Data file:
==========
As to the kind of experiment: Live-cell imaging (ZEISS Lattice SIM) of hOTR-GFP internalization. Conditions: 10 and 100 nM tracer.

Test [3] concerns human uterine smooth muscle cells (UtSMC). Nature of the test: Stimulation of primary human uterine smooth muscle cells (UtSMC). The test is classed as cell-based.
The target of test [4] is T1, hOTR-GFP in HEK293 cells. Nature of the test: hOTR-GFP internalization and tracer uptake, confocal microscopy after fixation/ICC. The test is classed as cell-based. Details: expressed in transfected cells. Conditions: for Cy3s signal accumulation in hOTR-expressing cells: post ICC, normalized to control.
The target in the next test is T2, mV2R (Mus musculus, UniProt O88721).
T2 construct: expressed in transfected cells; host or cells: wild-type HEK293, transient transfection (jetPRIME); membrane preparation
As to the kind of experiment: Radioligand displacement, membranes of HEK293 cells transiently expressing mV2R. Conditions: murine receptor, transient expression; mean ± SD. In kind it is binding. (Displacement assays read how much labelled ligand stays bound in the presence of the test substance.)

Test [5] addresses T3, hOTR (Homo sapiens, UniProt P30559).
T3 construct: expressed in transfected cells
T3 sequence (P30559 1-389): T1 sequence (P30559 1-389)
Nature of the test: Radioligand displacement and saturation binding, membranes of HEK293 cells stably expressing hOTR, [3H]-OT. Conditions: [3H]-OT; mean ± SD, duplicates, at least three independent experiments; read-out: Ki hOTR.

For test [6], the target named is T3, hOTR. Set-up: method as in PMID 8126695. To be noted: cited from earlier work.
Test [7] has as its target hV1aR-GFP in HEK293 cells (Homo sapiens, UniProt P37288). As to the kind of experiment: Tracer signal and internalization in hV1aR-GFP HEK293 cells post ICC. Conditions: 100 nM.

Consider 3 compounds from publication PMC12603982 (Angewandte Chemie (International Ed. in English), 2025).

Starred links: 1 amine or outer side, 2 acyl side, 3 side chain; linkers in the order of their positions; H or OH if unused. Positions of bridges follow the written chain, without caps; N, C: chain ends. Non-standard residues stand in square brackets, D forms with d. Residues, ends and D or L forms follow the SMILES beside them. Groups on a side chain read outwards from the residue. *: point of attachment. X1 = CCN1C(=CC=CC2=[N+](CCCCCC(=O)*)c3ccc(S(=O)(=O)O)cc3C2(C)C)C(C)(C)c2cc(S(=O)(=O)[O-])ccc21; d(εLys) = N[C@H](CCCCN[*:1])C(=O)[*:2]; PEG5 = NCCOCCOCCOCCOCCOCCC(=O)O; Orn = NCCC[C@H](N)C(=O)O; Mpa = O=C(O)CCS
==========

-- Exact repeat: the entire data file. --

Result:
As to the kind of experiment: Live-cell imaging (ZEISS Lattice SIM) of hOTR-GFP internalization. Conditions: 10 and 100 nM tracer.

Test [3] concerns human uterine smooth muscle cells (UtSMC). Nature of the test: Stimulation of primary human uterine smooth muscle cells (UtSMC). The test is classed as cell-based.
The target of test [4] is T1, hOTR-GFP in HEK293 cells. Nature of the test: hOTR-GFP internalization and tracer uptake, confocal microscopy after fixation/ICC. The test is classed as cell-based. Details: expressed in transfected cells. Conditions: for Cy3s signal accumulation in hOTR-expressing cells: post ICC, normalized to control.
The target in the next test is T2, mV2R (Mus musculus, UniProt O88721).
T2 construct: expressed in transfected cells; host or cells: wild-type HEK293, transient transfection (jetPRIME); membrane preparation
As to the kind of experiment: Radioligand displacement, membranes of HEK293 cells transiently expressing mV2R. Conditions: murine receptor, transient expression; mean ± SD. In kind it is binding. (Displacement assays read how much labelled ligand stays bound in the presence of the test substance.)

Test [5] addresses T3, hOTR (Homo sapiens, UniProt P30559).
T3 construct: expressed in transfected cells
T3 sequence (P30559 1-389): T1 sequence (P30559 1-389)
Nature of the test: Radioligand displacement and saturation binding, membranes of HEK293 cells stably expressing hOTR, [3H]-OT. Conditions: [3H]-OT; mean ± SD, duplicates, at least three independent experiments; read-out: Ki hOTR.

For test [6], the target named is T3, hOTR. Set-up: method as in PMID 8126695. To be noted: cited from earlier work.
Test [7] has as its target hV1aR-GFP in HEK293 cells (Homo sapiens, UniProt P37288). As to the kind of experiment: Tracer signal and internalization in hV1aR-GFP HEK293 cells post ICC. Conditions: 100 nM.

Consider 3 compounds from publication PMC12603982 (Angewandte Chemie (International Ed. in English), 2025).

Starred links: 1 amine or outer side, 2 acyl side, 3 side chain; linkers in the order of their positions; H or OH if unused. Positions of bridges follow the written chain, without caps; N, C: chain ends. Non-standard residues stand in square brackets, D forms with d. Residues, ends and D or L forms follow the SMILES beside them. Groups on a side chain read outwards from the residue. *: point of attachment. X1 = CCN1C(=CC=CC2=[N+](CCCCCC(=O)*)c3ccc(S(=O)(=O)O)cc3C2(C)C)C(C)(C)c2cc(S(=O)(=O)[O-])ccc21; d(εLys) = N[C@H](CCCCN[*:1])C(=O)[*:2]; PEG5 = NCCOCCOCCOCCOCCOCCC(=O)O; Orn = NCCC[C@H](N)C(=O)O; Mpa = O=C(O)CCS